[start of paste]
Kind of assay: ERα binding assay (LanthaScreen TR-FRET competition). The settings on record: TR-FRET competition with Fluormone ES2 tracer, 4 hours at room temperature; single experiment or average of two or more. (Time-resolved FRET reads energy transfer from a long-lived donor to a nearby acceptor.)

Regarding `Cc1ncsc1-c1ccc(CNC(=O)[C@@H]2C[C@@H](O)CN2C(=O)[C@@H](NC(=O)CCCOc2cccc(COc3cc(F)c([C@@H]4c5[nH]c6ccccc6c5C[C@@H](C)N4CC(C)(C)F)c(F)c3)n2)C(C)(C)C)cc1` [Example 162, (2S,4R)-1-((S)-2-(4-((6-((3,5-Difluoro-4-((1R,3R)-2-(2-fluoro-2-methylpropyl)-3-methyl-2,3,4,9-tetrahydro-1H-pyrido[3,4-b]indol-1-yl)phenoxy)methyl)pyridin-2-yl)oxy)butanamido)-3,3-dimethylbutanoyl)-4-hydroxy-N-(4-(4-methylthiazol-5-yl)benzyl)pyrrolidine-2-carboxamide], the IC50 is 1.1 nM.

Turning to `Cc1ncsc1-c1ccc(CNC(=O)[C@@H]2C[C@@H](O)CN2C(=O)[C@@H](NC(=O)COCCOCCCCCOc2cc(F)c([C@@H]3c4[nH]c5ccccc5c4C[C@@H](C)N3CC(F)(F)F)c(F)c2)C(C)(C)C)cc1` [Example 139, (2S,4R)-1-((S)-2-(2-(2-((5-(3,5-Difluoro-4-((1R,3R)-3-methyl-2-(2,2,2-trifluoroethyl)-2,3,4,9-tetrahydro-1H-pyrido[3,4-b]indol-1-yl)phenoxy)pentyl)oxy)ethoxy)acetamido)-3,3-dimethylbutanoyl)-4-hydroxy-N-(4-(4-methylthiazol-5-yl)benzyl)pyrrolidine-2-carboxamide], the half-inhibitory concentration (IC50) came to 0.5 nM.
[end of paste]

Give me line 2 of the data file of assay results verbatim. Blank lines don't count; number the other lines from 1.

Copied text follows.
Regarding `Cc1ncsc1-c1ccc(CNC(=O)[C@@H]2C[C@@H](O)CN2C(=O)[C@@H](NC(=O)CCCOc2cccc(COc3cc(F)c([C@@H]4c5[nH]c6ccccc6c5C[C@@H](C)N4CC(C)(C)F)c(F)c3)n2)C(C)(C)C)cc1` [Example 162, (2S,4R)-1-((S)-2-(4-((6-((3,5-Difluoro-4-((1R,3R)-2-(2-fluoro-2-methylpropyl)-3-methyl-2,3,4,9-tetrahydro-1H-pyrido[3,4-b]indol-1-yl)phenoxy)methyl)pyridin-2-yl)oxy)butanamido)-3,3-dimethylbutanoyl)-4-hydroxy-N-(4-(4-methylthiazol-5-yl)benzyl)pyrrolidine-2-carboxamide], the IC50 is 1.1 nM.